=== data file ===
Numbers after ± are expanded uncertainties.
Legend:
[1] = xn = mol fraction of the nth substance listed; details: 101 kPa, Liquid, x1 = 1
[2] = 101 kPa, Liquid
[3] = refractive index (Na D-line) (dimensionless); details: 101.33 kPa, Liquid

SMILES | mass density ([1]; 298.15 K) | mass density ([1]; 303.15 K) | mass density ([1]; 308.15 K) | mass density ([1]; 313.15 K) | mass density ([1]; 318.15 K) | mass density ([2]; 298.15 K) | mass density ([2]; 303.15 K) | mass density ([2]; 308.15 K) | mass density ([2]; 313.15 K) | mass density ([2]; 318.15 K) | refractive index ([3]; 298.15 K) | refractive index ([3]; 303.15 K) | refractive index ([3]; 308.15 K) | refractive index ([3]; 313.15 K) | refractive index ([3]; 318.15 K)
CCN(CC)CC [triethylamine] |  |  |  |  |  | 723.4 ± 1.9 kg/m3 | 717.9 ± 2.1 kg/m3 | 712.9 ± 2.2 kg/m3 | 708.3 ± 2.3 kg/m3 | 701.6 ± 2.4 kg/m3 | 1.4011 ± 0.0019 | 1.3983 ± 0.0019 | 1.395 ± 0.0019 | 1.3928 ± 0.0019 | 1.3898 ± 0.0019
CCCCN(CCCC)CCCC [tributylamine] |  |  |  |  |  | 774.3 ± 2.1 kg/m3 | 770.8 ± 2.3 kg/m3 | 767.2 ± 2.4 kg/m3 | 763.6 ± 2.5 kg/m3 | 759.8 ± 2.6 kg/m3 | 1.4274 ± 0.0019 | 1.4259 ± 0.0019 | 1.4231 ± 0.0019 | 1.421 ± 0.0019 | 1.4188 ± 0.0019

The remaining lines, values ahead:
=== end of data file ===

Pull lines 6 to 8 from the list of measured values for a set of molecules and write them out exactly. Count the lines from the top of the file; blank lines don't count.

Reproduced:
SMILES | mass density ([1]; 298.15 K) | mass density ([1]; 303.15 K) | mass density ([1]; 308.15 K) | mass density ([1]; 313.15 K) | mass density ([1]; 318.15 K) | mass density ([2]; 298.15 K) | mass density ([2]; 303.15 K) | mass density ([2]; 308.15 K) | mass density ([2]; 313.15 K) | mass density ([2]; 318.15 K) | refractive index ([3]; 298.15 K) | refractive index ([3]; 303.15 K) | refractive index ([3]; 308.15 K) | refractive index ([3]; 313.15 K) | refractive index ([3]; 318.15 K)
CCN(CC)CC [triethylamine] |  |  |  |  |  | 723.4 ± 1.9 kg/m3 | 717.9 ± 2.1 kg/m3 | 712.9 ± 2.2 kg/m3 | 708.3 ± 2.3 kg/m3 | 701.6 ± 2.4 kg/m3 | 1.4011 ± 0.0019 | 1.3983 ± 0.0019 | 1.395 ± 0.0019 | 1.3928 ± 0.0019 | 1.3898 ± 0.0019
CCCCN(CCCC)CCCC [tributylamine] |  |  |  |  |  | 774.3 ± 2.1 kg/m3 | 770.8 ± 2.3 kg/m3 | 767.2 ± 2.4 kg/m3 | 763.6 ± 2.5 kg/m3 | 759.8 ± 2.6 kg/m3 | 1.4274 ± 0.0019 | 1.4259 ± 0.0019 | 1.4231 ± 0.0019 | 1.421 ± 0.0019 | 1.4188 ± 0.0019